I came across this tweet, which is very unfortunate news but great for me to talk about in my blog, while browsing through my twitter feed on my phone. This specific article also appeared on my Google alerts and I am sure it was covered by other news related twitter accounts. To keep my post narrow I am going to discuss the Huffington Post tweet as it pertains to the original source in which I gained my information.

 The article, Greece Unemployment Rises Above 25 Percent, was posted to Huffington Post’s website in the World section on October 11th. It was first tweeted by @HuffPostWorld and later tweeted by @HuffingtonPost, which is where I picked it up. The article explains that as of July unemployment has hit an overall record high of 25.1% with youth unemployment increasing well past 50%.

          I could continue on with the rather depressing figures and facts on the current economic crisis in Greece, however, I am going to touch on the reach (people who saw the tweet) for these two tweets and the reactions received after they were posted on twitter.

           When you combine these numbers there was a chance 2,168,750 people saw either tweet posted by Huffington Post. Keep in mind that excludes other news sources tweets, people who retweeted and their followers who had some kind of interacted with the tweet.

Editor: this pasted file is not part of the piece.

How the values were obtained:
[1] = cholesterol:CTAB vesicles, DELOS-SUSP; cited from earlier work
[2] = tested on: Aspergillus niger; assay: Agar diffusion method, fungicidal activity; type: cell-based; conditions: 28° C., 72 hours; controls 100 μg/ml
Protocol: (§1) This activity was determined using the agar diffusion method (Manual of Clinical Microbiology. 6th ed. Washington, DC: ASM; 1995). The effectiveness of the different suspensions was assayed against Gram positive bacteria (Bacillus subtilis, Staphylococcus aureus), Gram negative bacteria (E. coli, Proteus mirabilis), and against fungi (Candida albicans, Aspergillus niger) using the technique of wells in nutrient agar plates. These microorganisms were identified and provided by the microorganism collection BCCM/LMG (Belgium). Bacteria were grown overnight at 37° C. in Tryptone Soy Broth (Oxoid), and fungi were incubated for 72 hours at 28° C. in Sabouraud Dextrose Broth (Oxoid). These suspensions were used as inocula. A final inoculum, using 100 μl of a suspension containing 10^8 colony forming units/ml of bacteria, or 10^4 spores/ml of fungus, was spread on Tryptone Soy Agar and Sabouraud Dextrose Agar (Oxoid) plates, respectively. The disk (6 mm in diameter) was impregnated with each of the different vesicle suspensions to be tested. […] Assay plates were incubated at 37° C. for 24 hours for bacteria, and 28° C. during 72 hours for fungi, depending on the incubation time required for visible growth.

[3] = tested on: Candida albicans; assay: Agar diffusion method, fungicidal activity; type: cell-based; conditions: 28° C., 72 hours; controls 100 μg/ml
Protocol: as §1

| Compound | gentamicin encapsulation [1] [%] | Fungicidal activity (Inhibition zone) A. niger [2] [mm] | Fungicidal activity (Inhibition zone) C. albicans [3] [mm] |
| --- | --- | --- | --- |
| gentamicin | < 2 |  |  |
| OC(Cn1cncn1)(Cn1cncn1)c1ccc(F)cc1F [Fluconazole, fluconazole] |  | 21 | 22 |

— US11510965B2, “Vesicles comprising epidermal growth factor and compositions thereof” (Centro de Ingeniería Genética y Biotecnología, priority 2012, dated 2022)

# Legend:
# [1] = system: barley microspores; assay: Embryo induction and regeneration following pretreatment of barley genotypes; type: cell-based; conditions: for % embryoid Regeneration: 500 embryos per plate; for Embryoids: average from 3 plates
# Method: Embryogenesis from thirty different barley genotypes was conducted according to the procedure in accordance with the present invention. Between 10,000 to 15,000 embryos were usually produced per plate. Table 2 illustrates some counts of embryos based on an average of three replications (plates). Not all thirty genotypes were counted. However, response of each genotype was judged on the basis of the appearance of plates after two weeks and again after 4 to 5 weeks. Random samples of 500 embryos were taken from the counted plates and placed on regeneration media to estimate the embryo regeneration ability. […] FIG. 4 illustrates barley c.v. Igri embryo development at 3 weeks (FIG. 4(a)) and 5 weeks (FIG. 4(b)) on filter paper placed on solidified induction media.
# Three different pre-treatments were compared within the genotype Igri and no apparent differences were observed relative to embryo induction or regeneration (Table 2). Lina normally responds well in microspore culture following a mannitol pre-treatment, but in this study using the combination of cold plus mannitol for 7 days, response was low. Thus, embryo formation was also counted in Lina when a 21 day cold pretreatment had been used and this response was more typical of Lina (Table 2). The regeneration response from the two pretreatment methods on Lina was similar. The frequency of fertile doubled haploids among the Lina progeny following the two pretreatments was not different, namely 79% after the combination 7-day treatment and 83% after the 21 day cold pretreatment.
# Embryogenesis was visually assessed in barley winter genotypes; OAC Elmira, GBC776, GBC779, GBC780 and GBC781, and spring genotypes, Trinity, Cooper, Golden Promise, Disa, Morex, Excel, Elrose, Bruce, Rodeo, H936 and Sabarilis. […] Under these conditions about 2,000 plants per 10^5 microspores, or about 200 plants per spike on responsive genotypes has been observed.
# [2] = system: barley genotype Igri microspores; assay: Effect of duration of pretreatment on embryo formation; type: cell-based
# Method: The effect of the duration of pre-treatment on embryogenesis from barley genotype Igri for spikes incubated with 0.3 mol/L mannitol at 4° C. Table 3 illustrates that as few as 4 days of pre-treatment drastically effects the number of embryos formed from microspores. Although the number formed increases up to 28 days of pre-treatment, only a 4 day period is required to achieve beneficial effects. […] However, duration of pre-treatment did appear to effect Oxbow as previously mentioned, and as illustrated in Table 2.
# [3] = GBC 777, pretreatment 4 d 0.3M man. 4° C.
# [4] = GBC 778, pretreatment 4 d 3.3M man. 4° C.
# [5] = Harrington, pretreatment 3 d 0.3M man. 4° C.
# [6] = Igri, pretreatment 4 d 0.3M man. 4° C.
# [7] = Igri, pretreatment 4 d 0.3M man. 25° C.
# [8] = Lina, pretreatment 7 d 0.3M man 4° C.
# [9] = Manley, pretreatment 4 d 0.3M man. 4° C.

Phew, I’ll let you digest that and move on to a variety of opinions people shared with their followers.

Proud

(Personal reaction from Greece Unemployment tweet.)

Satire

(Personal reaction from Greece Unemployment tweet.)

(Personal reaction from Greece Unemployment tweet.)

Related to American Government/Politics

(Personal reaction from Greece Unemployment tweet.)

(Personal reaction from Greece Unemployment tweet.)

Austerity: In economics terms – “A policy of deficit-cutting by lowering spending via a reduction in the amount of benefits and public services provided,” (Wikipedia).

(Personal reaction from Greece Unemployment tweet.)

(Personal reaction from Greece Unemployment tweet.)

Other

(2 part personal reaction from Greece Unemployment tweet.)

(Personal reaction from Greece Unemployment tweet.)

(Personal reaction from Greece Unemployment tweet.)

(Personal reaction from Greece Unemployment tweet.)

 

I have to admit when I came across the tweet my only interaction was:
(1.) Seeing it
(2.) Taking a screen shot so I could find it later to write this post.

          I didn’t retweet, quote the tweet or even favorite it because I use twitter more as a source to gain information rather than share it. That is why I was able to come across the tweet because you can pick and choose what you want to be reading about. It also goes to show that twitter is the top dog for getting the word out in real time with the ability to reach millions of people.

         Think about your online presence, especially on twitter, and the way you interact and share its content. Don’t have a twitter? You should get one. Coming from a former skeptic at least check it out and learn about how it works.

And for now I leave you with this…